Oklahoma regulators are updating “forced pooling” rules — which allows wells to be drilled if most, but not all, mineral interest owners agree. “Much of the controversy centers on what should happen when a company wants to drill a horizontal well in an area with an existing vertical well,” The Oklahoman’s Adam Wilmoth reports.
Cleveland, Oklahoma — population 3,200 — relies on a small reservoir southwest of the city for its water, despite being located on the banks of the Arkansas River.
And a water crisis is brewing there. But the problem can’t be blamed oncrumbling pipelines, an obsolete treatment plant, or drought — though more rain is needed. The problem is silt. The Cleveland Reservoir is nearly 80 years old.
Oklahoma Congressman Jim Bridenstine calls it a power grab by an imperial president. U.S. Representative Frank Lucas says it would trigger an onslaught of additional red tape for famers and ranchers in Oklahoma.
That kind of hyperbole is expected anytime President Barack Obama’s U.S. Environmental Protection Agency does, well, anything. But the changes being proposed to the way bodies of water are classified are confusing.Continue Reading
Carbon dioxide emission rules proposed by the U.S. Environmental Protection Agency to reduce pollution from power plants “are poorly formulated and impractical,” executives from Western Farmers Electric Cooperative said Tuesday. Continue Reading
Al Jazeera Plus produced a 10-minute video on Oklahoma’s earthquake swarm, which included interviews with worried residents and activists and explored some of the science that has linked the seismic surge to wastewater disposal wells used by the oil and gas industry.
Corporation Commission meetings are usually pretty dull, but the Sept. 11 technical conference on wind energy was standing room only. It was lively — and theatrical.Continue Reading
Insufficient rains and increasing demand put enormous pressure on Oklahoma’s water resources both on the surface and underground. But it’s also hard to overstate the role evaporation plays in the drought.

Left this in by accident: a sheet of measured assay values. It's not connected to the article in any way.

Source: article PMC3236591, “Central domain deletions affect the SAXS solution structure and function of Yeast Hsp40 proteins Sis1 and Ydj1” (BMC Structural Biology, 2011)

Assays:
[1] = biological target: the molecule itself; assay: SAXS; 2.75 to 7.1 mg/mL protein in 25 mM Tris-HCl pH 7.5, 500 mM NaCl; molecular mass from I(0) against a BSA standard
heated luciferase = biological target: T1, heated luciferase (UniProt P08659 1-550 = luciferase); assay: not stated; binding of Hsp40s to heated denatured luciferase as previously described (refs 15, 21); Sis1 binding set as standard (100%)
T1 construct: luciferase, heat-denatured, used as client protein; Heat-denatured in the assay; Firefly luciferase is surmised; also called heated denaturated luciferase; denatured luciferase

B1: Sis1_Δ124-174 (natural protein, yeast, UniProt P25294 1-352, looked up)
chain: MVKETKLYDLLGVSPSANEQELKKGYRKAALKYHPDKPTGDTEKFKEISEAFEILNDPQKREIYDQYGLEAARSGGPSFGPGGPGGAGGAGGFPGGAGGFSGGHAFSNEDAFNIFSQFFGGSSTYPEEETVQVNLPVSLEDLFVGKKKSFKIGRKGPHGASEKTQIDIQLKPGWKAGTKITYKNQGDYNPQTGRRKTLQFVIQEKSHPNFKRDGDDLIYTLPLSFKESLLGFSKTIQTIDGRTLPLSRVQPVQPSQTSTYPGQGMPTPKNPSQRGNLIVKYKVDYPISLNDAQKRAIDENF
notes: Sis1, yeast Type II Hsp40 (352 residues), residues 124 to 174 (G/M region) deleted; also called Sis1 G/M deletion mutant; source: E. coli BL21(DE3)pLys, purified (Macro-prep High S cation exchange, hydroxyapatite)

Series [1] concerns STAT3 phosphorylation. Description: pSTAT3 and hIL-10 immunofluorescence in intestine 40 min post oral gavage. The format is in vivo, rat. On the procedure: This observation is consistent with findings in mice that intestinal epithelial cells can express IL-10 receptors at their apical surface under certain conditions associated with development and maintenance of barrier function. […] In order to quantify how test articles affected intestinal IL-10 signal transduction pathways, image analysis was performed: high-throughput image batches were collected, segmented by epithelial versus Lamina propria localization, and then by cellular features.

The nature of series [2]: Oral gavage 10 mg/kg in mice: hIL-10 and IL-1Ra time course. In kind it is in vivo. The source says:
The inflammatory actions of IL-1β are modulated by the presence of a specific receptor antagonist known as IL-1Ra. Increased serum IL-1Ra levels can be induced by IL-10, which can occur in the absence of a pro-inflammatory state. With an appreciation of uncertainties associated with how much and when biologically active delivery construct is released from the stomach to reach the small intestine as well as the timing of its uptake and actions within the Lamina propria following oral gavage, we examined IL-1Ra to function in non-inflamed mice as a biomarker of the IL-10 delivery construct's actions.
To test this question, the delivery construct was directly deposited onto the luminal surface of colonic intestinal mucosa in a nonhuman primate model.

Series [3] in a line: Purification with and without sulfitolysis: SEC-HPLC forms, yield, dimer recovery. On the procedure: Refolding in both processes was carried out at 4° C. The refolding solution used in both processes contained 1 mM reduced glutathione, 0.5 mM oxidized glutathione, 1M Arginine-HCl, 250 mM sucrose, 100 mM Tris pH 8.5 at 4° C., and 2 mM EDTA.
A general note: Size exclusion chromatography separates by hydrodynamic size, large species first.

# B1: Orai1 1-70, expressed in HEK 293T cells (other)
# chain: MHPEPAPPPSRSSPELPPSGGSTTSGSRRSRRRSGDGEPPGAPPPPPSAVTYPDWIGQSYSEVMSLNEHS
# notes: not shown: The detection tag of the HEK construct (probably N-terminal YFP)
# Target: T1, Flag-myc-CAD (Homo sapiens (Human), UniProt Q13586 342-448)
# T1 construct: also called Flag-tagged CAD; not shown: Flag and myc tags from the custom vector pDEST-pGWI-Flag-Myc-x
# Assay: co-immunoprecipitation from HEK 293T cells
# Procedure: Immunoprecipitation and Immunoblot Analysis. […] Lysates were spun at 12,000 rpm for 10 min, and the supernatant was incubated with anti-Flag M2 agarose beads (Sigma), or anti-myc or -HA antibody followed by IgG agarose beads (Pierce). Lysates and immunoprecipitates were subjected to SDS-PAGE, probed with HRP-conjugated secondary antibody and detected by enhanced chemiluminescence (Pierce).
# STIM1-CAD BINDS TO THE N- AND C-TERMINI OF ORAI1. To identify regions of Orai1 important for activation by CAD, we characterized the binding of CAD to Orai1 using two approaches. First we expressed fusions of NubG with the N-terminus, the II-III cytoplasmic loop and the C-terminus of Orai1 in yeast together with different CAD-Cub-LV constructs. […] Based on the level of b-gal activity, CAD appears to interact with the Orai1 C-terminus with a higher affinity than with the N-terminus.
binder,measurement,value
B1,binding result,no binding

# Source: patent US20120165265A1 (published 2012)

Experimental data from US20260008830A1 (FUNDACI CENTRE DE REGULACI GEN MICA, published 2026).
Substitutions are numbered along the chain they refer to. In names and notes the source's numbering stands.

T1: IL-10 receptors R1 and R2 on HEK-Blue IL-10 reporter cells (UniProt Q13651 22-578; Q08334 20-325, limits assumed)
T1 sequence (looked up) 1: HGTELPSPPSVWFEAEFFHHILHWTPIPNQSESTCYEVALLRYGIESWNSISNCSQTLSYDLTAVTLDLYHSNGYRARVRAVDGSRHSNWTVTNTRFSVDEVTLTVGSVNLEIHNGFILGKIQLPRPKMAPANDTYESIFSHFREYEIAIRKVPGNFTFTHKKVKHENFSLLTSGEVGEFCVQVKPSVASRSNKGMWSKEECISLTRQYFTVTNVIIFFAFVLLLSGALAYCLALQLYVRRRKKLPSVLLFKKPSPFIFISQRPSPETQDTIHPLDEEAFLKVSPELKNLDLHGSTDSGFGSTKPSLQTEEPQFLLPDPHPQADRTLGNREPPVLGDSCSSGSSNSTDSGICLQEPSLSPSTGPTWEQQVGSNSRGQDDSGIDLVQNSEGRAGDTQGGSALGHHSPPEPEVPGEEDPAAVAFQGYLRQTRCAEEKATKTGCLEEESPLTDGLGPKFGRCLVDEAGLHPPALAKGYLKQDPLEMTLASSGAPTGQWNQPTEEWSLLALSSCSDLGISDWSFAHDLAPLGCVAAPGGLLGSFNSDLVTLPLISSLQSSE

The oil and gas industry has been part of the problem, storing tens of millions of gallons of water needed for the hydraulic fracturing process in large, open pits, leaving it to be ravaged by evaporation until the water is needed.
As The Oklahoman‘s Adam Wilmoth reports, the Oklahoma Water Resources Board’s J.D. Strong says the industry has to change its ways “to help the state meet its Water for 2060 goal of using no more water in 2060 as was used in 2012.” Continue Reading
A 5.3-magnitude quake that struck Colorado in 2011 was likely caused by wastewater injection, according to a new paper published in the Bulletin of the Bulletin of the Seismological Society of America. The study “adds more detail to a growing body of work seeking to establish and explain the connection between human activity and seismic events, known as induced quakes,” the Wall Street Journal reports.
An Oklahoma City attorney who challenged the constitutionality of a bill that changed the effective tax rate levied on oil and gas drillers asked the Oklahoma Supreme Court on Monday to dismiss his lawsuit.
From The Oklahoman‘s Rick Green:
Jerry Fent, of Oklahoma City, told the court that “upon further consideration and for the benefit of those herein and hereout” he was filing for the lawsuit to be dismissed, with prejudice, meaning it could not be refiled. He said he still has a separate lawsuit pending against an income tax reduction measure.
Water supplies in southwest Oklahoma are in danger of drying up as four years of drought drag lake levels to record lows. Some communities are scrambling to supplement their current water sources, while others look for new sources — in Texas.Continue Reading